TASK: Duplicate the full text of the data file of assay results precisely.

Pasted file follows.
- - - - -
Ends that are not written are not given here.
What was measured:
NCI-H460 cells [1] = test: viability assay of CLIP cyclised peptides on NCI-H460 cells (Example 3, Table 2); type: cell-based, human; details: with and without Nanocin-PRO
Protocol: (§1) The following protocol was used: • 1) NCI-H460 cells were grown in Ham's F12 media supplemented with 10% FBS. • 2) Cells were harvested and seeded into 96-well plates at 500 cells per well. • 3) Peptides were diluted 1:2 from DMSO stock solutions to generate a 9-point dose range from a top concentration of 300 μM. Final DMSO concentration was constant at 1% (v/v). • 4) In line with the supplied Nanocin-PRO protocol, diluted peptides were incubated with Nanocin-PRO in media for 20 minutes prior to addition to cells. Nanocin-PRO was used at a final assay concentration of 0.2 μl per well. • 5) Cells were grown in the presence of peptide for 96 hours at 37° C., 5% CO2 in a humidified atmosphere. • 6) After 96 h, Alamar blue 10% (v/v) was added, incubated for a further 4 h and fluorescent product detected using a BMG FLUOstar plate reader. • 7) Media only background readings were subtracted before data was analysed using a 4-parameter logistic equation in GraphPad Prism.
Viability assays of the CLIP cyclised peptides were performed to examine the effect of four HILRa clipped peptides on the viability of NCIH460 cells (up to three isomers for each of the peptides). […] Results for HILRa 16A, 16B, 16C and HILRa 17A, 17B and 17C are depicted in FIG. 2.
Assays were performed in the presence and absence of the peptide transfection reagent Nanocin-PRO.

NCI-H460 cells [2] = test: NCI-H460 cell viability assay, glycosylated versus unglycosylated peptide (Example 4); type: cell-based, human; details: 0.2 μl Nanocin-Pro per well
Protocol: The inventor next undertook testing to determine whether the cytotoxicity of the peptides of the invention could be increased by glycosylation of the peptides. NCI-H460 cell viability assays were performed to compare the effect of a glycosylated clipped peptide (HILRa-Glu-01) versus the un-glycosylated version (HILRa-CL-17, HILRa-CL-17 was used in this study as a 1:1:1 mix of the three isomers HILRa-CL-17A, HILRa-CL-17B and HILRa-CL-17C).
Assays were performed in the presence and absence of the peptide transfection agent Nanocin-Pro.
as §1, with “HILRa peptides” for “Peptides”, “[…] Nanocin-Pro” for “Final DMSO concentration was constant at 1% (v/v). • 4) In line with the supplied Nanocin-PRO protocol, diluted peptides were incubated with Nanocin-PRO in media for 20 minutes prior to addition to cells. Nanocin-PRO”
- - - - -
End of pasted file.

Ends that are not written are not given here.
What was measured:
NCI-H460 cells [1] = test: viability assay of CLIP cyclised peptides on NCI-H460 cells (Example 3, Table 2); type: cell-based, human; details: with and without Nanocin-PRO
Protocol: (§1) The following protocol was used: • 1) NCI-H460 cells were grown in Ham's F12 media supplemented with 10% FBS. • 2) Cells were harvested and seeded into 96-well plates at 500 cells per well. • 3) Peptides were diluted 1:2 from DMSO stock solutions to generate a 9-point dose range from a top concentration of 300 μM. Final DMSO concentration was constant at 1% (v/v). • 4) In line with the supplied Nanocin-PRO protocol, diluted peptides were incubated with Nanocin-PRO in media for 20 minutes prior to addition to cells. Nanocin-PRO was used at a final assay concentration of 0.2 μl per well. • 5) Cells were grown in the presence of peptide for 96 hours at 37° C., 5% CO2 in a humidified atmosphere. • 6) After 96 h, Alamar blue 10% (v/v) was added, incubated for a further 4 h and fluorescent product detected using a BMG FLUOstar plate reader. • 7) Media only background readings were subtracted before data was analysed using a 4-parameter logistic equation in GraphPad Prism.
Viability assays of the CLIP cyclised peptides were performed to examine the effect of four HILRa clipped peptides on the viability of NCIH460 cells (up to three isomers for each of the peptides). […] Results for HILRa 16A, 16B, 16C and HILRa 17A, 17B and 17C are depicted in FIG. 2.
Assays were performed in the presence and absence of the peptide transfection reagent Nanocin-PRO.

NCI-H460 cells [2] = test: NCI-H460 cell viability assay, glycosylated versus unglycosylated peptide (Example 4); type: cell-based, human; details: 0.2 μl Nanocin-Pro per well
Protocol: The inventor next undertook testing to determine whether the cytotoxicity of the peptides of the invention could be increased by glycosylation of the peptides. NCI-H460 cell viability assays were performed to compare the effect of a glycosylated clipped peptide (HILRa-Glu-01) versus the un-glycosylated version (HILRa-CL-17, HILRa-CL-17 was used in this study as a 1:1:1 mix of the three isomers HILRa-CL-17A, HILRa-CL-17B and HILRa-CL-17C).
Assays were performed in the presence and absence of the peptide transfection agent Nanocin-Pro.
as §1, with “HILRa peptides” for “Peptides”, “[…] Nanocin-Pro” for “Final DMSO concentration was constant at 1% (v/v). • 4) In line with the supplied Nanocin-PRO protocol, diluted peptides were incubated with Nanocin-PRO in media for 20 minutes prior to addition to cells. Nanocin-PRO”